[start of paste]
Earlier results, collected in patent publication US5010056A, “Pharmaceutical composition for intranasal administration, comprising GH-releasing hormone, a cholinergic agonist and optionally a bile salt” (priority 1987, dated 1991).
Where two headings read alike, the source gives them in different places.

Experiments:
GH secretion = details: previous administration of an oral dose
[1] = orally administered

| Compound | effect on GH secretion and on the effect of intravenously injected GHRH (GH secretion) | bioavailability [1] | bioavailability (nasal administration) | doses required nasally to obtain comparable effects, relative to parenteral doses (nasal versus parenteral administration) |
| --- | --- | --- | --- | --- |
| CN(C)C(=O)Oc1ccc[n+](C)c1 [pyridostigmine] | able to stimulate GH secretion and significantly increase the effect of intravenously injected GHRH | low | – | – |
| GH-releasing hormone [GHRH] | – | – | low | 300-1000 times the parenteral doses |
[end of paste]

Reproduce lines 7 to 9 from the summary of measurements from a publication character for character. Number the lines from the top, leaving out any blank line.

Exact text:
| --- | --- | --- | --- | --- |
| CN(C)C(=O)Oc1ccc[n+](C)c1 [pyridostigmine] | able to stimulate GH secretion and significantly increase the effect of intravenously injected GHRH | low | – | – |
| GH-releasing hormone [GHRH] | – | – | low | 300-1000 times the parenteral doses |